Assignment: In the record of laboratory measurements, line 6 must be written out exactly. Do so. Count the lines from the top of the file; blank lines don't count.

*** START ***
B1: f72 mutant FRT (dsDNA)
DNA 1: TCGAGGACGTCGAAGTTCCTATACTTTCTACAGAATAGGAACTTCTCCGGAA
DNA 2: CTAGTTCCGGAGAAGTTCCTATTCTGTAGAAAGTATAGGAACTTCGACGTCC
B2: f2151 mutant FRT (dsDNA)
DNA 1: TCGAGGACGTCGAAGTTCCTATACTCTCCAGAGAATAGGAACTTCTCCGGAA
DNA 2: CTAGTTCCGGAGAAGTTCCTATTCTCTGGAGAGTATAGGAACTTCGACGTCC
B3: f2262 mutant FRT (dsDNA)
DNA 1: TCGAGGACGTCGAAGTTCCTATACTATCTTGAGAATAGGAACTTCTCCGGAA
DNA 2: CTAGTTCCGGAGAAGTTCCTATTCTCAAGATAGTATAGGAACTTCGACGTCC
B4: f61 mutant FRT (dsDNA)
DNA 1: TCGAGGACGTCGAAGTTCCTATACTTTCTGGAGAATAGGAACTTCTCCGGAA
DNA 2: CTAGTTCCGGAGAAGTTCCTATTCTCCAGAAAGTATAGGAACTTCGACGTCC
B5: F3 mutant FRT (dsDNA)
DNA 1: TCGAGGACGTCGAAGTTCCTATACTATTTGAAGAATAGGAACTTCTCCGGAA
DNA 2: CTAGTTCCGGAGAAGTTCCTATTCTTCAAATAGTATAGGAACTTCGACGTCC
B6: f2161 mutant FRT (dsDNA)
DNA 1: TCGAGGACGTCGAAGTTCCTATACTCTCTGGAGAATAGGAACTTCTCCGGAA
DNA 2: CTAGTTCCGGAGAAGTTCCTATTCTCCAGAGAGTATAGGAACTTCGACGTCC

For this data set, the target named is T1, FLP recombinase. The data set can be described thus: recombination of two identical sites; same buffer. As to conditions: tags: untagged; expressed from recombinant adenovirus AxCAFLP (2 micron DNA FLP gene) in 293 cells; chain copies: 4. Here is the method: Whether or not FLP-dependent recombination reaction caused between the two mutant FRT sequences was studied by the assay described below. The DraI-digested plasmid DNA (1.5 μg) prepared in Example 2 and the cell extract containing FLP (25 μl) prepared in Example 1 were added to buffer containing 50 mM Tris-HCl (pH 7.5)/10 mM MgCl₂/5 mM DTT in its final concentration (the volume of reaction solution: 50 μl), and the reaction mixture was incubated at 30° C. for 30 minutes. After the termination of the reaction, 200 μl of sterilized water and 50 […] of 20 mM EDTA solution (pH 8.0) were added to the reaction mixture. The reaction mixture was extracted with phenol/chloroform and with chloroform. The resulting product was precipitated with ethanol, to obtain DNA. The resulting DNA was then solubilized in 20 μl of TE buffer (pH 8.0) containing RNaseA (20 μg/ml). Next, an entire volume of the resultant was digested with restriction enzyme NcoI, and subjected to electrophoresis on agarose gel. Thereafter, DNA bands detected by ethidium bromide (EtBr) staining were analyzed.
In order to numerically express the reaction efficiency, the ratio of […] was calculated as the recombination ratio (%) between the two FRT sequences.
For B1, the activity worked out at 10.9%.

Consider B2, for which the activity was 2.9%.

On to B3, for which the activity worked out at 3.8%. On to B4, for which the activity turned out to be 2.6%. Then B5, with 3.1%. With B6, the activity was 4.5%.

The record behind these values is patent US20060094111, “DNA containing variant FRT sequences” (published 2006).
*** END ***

DNA 2: CTAGTTCCGGAGAAGTTCCTATTCTCTGGAGAGTATAGGAACTTCGACGTCC